Assassin’s Apprentice [book review]


Robin Hobb. Assassin's Apprentice.

Assassin’s Apprentice is a novel by Robin Hobb. Six months ago, this author was unknown to me. By random chance, I’d found copies of two of her novels on the shelves of a local book exchange, and I snapped them up, hoping for light reading. I was very impressed. Soon, I discovered Robin Hobb was (1) a pseudonym, and (2) that the Rain Wild Chronicles were part of a larger cycle of novels she had written, all in a fairly-well developed fantasy world.

With that in mind, I picked up Assassin’s Apprentice. Like her Dragon novels, I was hesitant to set my hopes too high.  I could envision her attempts at this genre descending into cliches that would both insult my intelligence, and waste my time.

Oh, how wrong I was.  To my great pleasure, I loved this novel! It follows the coming-of-age story of a young lad, the bastard son of the king-in-waiting, who is raised in the court of intrigue. To keep him from becoming a tool “wielded in the hands of our enemies”, the king sees to his training the secret lessons of becoming an assassin.

Rather than write a stock character from a roleplay game, FitzChivalry Farseer is an engaging character from the beginning. Early in life, he perceives his threat to the throne, just by the mere act of being alive. This, more than anything, shapes his personality. He must be silent and unseen, in order to survive. His guardian, Burrich, is the King’s stablemaster, and teaches him what it means to dedicate oneself to a task. Young Fitz becomes the King’s Man,which, he soon realizes, requires all his life, up to, and beyond his, death. It is a question we must all struggle with: fidelity and loyalty come with a cost, and a burden of time, resources, and giving of oneself. He constantly bemoans the fact that his life isn’t his, but the king’s. Would you kill your best friend, at the command of your king?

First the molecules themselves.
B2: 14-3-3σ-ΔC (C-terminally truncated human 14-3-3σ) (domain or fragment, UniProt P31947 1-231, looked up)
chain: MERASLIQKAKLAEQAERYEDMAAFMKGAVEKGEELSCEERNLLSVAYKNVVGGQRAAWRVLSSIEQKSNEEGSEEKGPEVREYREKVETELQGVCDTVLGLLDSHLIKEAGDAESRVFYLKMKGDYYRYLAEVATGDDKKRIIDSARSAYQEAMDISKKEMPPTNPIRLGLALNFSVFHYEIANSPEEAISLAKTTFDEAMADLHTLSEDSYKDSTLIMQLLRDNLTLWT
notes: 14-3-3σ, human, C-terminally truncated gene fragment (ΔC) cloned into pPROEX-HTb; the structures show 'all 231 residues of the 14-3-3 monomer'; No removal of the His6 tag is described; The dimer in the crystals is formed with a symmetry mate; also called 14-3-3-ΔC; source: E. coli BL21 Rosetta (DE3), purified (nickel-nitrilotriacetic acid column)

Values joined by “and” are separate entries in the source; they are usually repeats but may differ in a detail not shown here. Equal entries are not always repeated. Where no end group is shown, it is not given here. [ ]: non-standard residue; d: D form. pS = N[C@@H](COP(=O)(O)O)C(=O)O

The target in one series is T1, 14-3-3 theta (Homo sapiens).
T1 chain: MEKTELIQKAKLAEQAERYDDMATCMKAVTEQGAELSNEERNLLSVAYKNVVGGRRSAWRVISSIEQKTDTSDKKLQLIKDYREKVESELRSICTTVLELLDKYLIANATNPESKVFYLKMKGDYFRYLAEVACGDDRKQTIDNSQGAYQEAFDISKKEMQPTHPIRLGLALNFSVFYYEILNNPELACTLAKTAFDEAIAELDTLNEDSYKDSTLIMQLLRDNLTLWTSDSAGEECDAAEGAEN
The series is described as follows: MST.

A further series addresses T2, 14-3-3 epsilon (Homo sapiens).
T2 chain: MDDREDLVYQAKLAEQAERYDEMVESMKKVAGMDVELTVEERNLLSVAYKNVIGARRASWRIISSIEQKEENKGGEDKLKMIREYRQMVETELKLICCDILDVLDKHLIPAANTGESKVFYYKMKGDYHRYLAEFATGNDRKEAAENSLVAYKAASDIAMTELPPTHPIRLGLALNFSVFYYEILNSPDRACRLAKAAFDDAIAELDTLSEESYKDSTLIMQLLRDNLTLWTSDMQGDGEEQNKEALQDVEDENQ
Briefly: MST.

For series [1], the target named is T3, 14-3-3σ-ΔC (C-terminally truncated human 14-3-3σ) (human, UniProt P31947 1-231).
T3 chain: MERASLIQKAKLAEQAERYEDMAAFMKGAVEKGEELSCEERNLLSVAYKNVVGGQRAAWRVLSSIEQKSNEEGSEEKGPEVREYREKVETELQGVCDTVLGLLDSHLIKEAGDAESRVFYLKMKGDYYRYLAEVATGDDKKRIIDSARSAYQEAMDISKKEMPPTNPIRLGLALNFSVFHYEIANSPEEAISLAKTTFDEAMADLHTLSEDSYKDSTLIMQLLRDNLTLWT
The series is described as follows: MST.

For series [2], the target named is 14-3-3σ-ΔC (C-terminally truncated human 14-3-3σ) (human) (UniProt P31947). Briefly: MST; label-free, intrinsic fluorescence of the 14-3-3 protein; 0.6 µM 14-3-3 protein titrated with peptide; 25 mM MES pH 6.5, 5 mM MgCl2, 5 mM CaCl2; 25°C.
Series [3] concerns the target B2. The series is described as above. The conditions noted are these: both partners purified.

Just an aside–when I was young, I remember asking a friend how he could spend ten hours a day, six days a week, at a local hated plywood mill.  His answer stays with me to this day: “I do it because I love my family, and want them to be happy.” That statement stunned me into thirty years of thoughts, where I still ponder how much I’d give to make my family a happy one, even at the cost of my own unhappiness. OK – that was a bit off the beaten path. Back to Assassin’s Apprentice.

Hobb’s characters are nice and tight, fantastically well-formed and believable, despite the fantastic, slightly-magical setting. She doesn’t overextend herself by creating a complex and arcane magic to tinker incessantly with (Brandon Sanderson comes to mind), but talks about two kinds of magic: The Wit–also known as Beast Magic–and The Skill, a mental magic that allows its users to suggest and send thoughts to others. Moreover, the magic is culturally bound. The Wit is abhorred by most of the population, considered an evil and dangerous magic. The skill is primarily the domain of nobility.

Fitz’s land, The Six Duchies, is steeped in the politics and machinations of its uncles, and court nobles. The trees and plants, and even the food are much like our world’s, and lend a realism and credibility to Hobb’s created world.

Her work is very satisfying, and I highly recommend it to anyone who is bored with the pedestrian high fantasy that usually checker bookstore and library shelves.

5 of 5 Stars.

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